You cannot have missed the press about the crackdown on immigrant paperwork in Arizona. The Governor has signed a law (repeatedly vetoed by the past Governor) authorizing municipal, local, and state police to request "legal paperwork" on people who "appear" to be illegally in Arizona.
This should not, on the face of it, affect Retroworks de Mexico. Our whole recycling operation is about creating jobs for Mexicans inside Mexico. NPR's Marketplace profiled one of our staff, Virginia (Vicki) Ponce last summer, talking about how happy she was not to need to cross the border, to be doing recycling work in her own town.
We are able to recycle televisions more affordably in Mexico because the TV broadcasts in Mexico are still NTSC analog - not digital. We are offering a "cash for clunkers" program, where we take in one junk TV from inside Mexico for each USA TV we sell for reuse.
Unfortunately, the Arizona law probably WILL affect us.
In order to manage the complicated import and export work for maquila companies, we have rented a large warehouse in Douglas AZ for the driver to sort the loads, ensure there are no illegal wooden pallets, and to verify that each TV is scrap or reuse (a huge difference in tariffs). Last winter, one of the staff who came to see the goods in Douglas was stopped by customs and accused of "working" in the USA, and his visa was taken away. We also re-transit the goods from rejected TVs back to the USA - CRTs, printed circuit boards, yokes, degaussing wire... while we are waiting for Mexico's SEMARNAT to re-issue our permit for final recycling of CRTs in Mexico (at the smelter), we must re-transit the goods by truck and our truck drivers (from Mexico) must unload the goods back at the USA warehouse in Douglas.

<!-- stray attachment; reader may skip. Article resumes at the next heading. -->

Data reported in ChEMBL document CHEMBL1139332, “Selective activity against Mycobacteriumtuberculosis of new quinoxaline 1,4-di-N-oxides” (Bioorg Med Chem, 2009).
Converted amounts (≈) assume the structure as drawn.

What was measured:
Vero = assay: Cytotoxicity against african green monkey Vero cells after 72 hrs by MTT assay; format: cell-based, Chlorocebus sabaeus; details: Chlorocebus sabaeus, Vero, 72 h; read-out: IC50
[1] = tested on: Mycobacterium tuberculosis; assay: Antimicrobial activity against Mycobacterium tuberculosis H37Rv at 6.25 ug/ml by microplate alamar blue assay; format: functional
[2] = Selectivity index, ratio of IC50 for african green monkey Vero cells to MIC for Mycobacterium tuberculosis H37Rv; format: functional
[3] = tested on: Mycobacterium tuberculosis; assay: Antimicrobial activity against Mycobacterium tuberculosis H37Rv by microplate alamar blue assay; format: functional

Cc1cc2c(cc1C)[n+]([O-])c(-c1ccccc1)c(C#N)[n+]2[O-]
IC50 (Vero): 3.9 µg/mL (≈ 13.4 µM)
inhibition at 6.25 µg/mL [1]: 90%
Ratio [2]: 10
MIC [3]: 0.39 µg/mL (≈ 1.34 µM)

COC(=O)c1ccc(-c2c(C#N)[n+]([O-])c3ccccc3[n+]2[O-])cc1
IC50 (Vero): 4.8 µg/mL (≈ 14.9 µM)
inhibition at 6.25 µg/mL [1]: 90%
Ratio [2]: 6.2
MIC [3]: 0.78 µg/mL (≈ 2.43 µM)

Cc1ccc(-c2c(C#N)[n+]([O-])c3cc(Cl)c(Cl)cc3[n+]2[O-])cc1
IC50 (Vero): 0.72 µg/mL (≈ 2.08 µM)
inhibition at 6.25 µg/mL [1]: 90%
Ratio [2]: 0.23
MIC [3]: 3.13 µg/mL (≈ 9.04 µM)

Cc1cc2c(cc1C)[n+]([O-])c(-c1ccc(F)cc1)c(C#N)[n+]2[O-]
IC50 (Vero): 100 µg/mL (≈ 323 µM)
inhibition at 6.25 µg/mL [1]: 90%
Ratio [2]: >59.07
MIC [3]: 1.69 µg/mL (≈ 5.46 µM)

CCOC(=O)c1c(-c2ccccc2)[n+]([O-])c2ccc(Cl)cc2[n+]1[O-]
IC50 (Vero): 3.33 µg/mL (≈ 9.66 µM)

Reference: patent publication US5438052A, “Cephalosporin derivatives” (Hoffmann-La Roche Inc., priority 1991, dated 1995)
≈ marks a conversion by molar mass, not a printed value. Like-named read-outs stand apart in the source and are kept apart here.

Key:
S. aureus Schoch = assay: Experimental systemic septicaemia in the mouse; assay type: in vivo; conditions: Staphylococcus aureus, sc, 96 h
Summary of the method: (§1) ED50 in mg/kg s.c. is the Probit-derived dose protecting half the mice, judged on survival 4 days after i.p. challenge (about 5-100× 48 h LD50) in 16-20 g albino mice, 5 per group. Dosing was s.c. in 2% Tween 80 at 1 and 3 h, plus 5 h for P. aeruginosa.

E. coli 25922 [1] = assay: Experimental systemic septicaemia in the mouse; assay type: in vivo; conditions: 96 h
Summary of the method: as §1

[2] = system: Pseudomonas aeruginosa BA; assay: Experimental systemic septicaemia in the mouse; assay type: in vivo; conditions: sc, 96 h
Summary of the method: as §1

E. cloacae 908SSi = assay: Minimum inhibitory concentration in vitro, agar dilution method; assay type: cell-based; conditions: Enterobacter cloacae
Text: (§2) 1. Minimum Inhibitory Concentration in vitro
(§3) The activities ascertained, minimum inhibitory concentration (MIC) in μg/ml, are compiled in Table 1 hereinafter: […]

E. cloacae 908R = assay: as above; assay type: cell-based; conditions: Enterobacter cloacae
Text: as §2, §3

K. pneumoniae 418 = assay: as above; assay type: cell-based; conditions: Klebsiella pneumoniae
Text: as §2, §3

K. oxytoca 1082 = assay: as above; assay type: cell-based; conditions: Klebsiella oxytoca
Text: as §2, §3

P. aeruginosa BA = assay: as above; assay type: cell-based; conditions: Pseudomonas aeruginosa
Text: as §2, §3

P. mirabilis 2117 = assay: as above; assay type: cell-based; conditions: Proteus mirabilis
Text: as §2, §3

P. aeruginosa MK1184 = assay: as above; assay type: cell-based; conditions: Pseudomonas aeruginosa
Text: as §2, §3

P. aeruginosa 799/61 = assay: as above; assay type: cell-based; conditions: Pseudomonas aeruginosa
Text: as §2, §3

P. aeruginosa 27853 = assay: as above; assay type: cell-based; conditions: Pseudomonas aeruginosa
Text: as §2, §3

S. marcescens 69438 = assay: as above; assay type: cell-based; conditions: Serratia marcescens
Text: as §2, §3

The laws on maquilas are clear... a shipment from the USA company to the Mexican maquila is considered an internal shipment from one office to another. The same company employs people on both sides.
It is impossible to switch drivers right at the border.
What is needed is for the USA to create more working visas, and to give them out. Then you could offer all kinds of incentives. By issuing no work visas, the USA offers no incentives for Mexicans to apply for them and to obtain them legally.
I just hope that I get stopped, so I can refuse to show my paperwork. If enough Americans refuse to show their paperwork and allow themselves to get arrested, it would be a great passive resistance to the Arizona law.
My preference is not to have passive resistance, however. My preference is to have a normal policy where companies in the USA, especially companies with both a USA and Mexican factory, can just obtain a normal working visa for our Mexico staff. We already hire the best and the brightest, and create jobs for law abiding women. The folks we bring in would be the cream of the crop, the people who made America great.